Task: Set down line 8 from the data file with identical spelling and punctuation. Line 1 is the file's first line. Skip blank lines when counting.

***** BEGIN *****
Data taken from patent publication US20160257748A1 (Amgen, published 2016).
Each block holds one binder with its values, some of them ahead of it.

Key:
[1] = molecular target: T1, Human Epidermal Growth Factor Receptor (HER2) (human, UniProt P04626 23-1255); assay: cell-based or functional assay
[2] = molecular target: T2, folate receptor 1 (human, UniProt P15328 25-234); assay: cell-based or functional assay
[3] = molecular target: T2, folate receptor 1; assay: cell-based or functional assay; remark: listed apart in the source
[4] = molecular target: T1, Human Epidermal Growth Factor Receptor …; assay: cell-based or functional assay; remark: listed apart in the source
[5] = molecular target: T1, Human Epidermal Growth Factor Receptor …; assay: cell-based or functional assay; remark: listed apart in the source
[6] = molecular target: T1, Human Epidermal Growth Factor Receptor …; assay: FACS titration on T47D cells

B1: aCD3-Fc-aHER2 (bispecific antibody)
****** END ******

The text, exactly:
[5] = molecular target: T1, Human Epidermal Growth Factor Receptor …; assay: cell-based or functional assay; remark: listed apart in the source